The Coalition has had a substantial lift in the latest Newspoll, now trailing Labor in two-party terms 49-51% compared with 45-55% a fortnight ago.
This is its best two-party result since September.
The Coalition’s primary vote has risen three points to 41%, the first time it has been above 40% since September, in the poll in Tuesday’s Australian.
With parliament in its last sitting week before going into recess ahead of the May budget, the Newspoll gives some encouragement to Abbott as he tries to rebuild, and is likely to lift the spirits of a depressed backbench.
But the federal Liberals are also waiting nervously for the results in next Saturday’s NSW election. The Baird government is widely expected – on the basis of polling – to win. But it has had a struggle with the privatisation issue and there has been a negative Abbott factor.
On Monday, tensions at senior levels of the federal government were on display when Foreign Minister Julie Bishop reacted sharply to a newspaper claim that foreign aid was likely to “suffer a further small cut” in the budget. She then very conspicuously rolled her eyes when Treasurer Joe Hockey referred in parliament to the expenditure review committee.
After her public displeasure, Bishop got an assurance from Hockey that her budget is safe.
In Newspoll, Labor’s primary vote is down two points to 37%; the Greens have fallen one point to 11%.
Abbott has reduced Bill Shorten’s lead as better prime minister to trail by five points. This compares with 18 points six weeks ago. A fortnight ago, Shorten had a 44-33% lead – his support fell three points to 41% and Abbott’s rose three points to 36%.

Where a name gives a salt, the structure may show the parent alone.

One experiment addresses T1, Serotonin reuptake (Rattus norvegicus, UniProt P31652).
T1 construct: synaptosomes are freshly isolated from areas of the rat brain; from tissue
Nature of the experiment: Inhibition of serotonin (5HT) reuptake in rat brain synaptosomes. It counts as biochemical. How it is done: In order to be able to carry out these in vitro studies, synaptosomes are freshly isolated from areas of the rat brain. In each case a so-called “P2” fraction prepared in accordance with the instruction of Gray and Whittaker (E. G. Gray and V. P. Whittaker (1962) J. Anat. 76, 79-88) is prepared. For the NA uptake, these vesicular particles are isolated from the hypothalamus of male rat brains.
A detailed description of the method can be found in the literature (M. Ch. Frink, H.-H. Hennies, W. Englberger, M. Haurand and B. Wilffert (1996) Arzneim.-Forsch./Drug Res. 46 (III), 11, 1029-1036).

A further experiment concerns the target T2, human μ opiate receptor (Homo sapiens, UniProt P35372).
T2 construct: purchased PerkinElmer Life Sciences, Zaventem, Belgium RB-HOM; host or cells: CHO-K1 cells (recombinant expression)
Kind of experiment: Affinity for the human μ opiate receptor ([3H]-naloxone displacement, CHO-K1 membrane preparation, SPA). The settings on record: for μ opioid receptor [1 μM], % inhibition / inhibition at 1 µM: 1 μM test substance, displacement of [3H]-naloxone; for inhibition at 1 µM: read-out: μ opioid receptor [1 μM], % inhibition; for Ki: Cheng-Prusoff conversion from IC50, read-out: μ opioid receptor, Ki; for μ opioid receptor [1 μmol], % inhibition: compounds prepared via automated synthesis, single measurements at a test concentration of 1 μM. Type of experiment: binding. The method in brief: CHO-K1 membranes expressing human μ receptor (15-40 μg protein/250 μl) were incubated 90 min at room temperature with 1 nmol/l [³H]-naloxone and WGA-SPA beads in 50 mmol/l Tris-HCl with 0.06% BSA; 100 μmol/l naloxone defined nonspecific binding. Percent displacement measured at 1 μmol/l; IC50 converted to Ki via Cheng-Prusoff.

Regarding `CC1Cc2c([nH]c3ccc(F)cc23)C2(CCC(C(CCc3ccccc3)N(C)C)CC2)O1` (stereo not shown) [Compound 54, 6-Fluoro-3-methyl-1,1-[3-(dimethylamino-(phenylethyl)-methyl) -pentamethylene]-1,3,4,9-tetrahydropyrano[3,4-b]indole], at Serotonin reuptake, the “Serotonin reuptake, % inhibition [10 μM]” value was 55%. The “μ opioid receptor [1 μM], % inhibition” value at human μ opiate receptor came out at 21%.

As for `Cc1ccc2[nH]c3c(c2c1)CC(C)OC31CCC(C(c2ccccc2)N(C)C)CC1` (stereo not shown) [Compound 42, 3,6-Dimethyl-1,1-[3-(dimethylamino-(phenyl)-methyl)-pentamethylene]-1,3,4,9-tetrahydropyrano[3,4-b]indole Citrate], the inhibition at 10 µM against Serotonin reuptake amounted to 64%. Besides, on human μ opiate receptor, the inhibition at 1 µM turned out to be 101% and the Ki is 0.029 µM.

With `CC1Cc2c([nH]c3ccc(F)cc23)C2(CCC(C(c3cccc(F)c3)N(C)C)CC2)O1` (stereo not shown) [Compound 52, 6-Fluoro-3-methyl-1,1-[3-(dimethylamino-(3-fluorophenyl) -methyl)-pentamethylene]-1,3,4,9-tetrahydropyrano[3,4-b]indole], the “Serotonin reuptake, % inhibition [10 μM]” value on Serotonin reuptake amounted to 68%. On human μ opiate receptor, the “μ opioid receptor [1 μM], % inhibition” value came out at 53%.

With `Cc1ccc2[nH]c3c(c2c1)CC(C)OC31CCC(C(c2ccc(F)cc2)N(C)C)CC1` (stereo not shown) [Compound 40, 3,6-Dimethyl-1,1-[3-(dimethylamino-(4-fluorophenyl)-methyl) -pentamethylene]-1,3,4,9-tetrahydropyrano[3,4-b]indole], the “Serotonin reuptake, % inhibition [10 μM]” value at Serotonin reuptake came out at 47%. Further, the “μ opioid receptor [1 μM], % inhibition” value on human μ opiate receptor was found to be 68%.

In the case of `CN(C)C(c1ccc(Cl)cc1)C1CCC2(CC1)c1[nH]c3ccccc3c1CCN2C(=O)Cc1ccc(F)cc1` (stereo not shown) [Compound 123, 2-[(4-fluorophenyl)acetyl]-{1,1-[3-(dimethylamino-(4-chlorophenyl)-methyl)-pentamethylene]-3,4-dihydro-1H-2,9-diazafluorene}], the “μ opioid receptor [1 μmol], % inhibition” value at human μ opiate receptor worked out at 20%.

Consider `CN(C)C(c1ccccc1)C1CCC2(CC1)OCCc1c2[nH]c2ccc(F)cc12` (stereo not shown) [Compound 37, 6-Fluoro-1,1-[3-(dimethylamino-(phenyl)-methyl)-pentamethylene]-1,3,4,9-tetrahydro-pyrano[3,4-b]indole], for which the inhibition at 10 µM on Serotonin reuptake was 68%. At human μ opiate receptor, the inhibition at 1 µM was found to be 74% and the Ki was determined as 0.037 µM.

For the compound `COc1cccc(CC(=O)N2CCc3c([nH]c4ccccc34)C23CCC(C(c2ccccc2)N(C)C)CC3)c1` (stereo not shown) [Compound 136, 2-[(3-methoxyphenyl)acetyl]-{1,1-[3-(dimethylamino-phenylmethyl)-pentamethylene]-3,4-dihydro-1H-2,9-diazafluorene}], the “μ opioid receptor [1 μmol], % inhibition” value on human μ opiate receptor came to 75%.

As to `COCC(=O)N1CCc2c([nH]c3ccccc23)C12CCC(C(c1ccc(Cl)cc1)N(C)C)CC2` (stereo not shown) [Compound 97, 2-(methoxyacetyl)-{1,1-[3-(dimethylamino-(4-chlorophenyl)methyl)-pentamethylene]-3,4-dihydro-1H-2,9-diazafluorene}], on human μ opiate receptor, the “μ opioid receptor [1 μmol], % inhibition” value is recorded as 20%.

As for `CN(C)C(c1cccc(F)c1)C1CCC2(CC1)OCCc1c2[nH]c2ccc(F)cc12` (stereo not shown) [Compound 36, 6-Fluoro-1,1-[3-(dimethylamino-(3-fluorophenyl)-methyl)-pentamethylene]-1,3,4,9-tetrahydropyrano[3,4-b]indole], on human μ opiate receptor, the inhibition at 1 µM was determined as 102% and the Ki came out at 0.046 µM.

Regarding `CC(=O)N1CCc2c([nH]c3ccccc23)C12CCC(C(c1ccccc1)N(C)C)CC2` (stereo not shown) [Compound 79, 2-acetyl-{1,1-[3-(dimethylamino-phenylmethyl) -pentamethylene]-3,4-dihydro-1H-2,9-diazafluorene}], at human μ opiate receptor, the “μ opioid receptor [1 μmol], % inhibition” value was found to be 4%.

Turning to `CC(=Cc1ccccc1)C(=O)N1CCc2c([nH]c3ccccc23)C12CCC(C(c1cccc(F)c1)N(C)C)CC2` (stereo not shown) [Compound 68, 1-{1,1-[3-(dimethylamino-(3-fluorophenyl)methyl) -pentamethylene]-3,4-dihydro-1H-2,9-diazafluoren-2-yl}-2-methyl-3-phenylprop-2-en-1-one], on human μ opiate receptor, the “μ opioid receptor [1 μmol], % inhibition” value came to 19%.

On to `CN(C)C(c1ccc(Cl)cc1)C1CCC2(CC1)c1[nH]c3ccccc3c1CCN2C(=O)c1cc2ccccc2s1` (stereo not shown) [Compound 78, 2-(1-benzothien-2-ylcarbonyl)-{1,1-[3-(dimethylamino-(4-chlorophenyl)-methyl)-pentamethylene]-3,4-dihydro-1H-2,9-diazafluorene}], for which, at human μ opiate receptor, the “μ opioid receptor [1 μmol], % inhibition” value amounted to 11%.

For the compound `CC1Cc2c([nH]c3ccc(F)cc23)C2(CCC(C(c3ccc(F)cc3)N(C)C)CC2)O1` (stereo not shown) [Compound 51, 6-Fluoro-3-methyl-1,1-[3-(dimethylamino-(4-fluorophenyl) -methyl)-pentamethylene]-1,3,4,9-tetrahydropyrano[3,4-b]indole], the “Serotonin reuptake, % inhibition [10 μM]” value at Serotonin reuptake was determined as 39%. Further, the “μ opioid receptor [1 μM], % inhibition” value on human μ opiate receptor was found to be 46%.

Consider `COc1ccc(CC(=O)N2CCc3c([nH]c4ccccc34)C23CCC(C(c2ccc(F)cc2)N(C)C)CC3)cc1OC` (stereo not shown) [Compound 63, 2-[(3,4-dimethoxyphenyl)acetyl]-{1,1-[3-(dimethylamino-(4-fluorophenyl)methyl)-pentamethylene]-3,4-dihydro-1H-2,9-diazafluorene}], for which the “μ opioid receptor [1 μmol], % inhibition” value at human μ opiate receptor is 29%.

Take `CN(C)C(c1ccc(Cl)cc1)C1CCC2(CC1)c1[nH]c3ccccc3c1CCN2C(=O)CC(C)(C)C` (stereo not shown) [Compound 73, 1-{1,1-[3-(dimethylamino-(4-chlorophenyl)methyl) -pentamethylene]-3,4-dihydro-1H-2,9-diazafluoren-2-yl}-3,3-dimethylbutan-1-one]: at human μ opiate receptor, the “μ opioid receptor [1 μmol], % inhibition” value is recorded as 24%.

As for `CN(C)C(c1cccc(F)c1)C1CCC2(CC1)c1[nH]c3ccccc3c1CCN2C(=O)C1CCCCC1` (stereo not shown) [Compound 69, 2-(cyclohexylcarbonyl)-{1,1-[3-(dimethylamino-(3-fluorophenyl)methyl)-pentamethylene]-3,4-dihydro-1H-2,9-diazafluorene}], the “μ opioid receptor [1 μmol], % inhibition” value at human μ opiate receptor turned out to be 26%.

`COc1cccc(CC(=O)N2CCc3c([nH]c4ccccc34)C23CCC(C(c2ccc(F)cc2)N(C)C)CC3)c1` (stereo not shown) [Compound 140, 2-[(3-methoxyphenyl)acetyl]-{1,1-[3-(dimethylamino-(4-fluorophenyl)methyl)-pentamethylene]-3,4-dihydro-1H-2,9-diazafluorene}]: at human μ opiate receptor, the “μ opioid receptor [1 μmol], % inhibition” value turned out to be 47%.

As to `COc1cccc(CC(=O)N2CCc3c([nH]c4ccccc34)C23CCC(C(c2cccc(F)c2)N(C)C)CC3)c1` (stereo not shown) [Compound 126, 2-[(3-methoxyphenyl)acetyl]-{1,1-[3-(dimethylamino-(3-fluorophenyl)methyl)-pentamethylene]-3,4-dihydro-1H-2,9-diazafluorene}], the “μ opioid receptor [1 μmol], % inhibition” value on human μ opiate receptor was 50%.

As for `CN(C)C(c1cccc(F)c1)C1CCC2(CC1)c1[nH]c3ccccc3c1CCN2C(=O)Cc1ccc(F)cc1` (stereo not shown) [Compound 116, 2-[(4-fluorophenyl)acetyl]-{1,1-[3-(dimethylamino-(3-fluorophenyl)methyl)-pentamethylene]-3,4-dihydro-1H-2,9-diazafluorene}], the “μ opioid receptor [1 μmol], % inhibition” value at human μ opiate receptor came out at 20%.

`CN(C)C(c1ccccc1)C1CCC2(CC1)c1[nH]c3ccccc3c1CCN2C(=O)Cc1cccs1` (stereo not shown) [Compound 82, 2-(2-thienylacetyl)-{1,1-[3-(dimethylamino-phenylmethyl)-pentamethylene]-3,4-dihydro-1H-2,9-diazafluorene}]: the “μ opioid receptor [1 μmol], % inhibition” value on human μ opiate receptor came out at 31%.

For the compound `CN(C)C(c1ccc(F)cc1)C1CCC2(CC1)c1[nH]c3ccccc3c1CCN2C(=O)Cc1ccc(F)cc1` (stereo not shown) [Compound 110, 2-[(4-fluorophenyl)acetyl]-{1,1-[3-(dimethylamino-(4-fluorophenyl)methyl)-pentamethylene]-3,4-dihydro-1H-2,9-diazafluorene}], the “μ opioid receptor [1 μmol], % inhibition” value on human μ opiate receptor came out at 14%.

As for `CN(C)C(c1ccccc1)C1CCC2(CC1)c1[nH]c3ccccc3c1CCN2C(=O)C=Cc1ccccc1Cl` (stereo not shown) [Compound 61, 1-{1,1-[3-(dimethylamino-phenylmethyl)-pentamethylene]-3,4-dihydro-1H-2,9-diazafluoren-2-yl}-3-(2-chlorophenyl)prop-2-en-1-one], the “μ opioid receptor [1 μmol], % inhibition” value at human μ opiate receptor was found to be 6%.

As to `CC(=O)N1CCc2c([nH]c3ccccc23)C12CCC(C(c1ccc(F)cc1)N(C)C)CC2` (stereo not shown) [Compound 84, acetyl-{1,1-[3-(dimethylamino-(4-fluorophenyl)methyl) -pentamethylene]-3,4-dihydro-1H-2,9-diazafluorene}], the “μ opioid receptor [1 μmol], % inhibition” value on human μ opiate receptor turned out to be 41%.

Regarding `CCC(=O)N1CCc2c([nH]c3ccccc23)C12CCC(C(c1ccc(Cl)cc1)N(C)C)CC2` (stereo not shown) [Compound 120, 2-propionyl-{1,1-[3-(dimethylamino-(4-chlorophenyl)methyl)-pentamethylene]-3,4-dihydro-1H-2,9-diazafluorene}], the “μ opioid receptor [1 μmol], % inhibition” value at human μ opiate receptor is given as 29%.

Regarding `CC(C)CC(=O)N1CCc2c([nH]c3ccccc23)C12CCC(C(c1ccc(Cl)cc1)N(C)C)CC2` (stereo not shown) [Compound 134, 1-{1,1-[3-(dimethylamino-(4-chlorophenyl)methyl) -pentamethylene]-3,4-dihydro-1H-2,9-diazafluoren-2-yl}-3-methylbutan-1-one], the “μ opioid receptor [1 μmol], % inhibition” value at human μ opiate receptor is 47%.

Abbott’s satisfaction level increased for the third time running, up one point to 29%; his dissatisfaction rating fell two points to 61%.
Shorten’s satisfaction rating is down three points to 36%; dissatisfaction with him rose five points to 47%.
The polls come as Abbott has been pulling out all stops to try to improve the government’s ratings, including again assuring the public that the budget won’t be one that hits households. But he has also been under considerable criticism in the last week, including for mixing the government’s economic messages.
Bishop said the first she had heard of any new threat to foreign aid was when she saw a reference in Monday’s Australian.
Asked if she would be aware if her budget was going to be cut again, Bishop said tartly: “Well you’d hope I would be wouldn’t you? So I will certainly be taking it up with the treasurer to find out the source of that story.”
Bishop later received an assurance from Hockey and Finance Minister Mathias Cormann that the aid budget would survive intact.
Foreign aid has suffered a total cut of some A$11.3 billion, including in the budget last year and then in the mid-year budget review.
Cormann told Sky TV the story had come as a surprise to him. “I think that probably gives you as much as you need to know about that particular proposition,” he said. “I think we have done as much as we can,” Cormann added, pointing to the “significant effort” already made.
During the parliamentary condolences for former prime minister Malcolm Fraser, Bishop rolled her eyes and put her face in her hand when Hockey praised Fraser setting up the expenditure review committee – the so-called razor gang.
Hockey said: “He was the great initiator – and we will be forever thankful – he was the great initiator of the expenditure review committee. And that committee has endured, much to the chagrin of my colleagues but it has endured, and it is one of his many lasting legacies.”
Bishop late on Monday welcomed the assurances that foreign aid was safe. “We have a significant challenge in front of us to ensure our aid budget is delivered effectively and efficiently, so I am pleased that there will not be any uncertainty surrounding that.”
Bishop has made it clear she would contest any leadership ballot, and she is keeping her profile very high.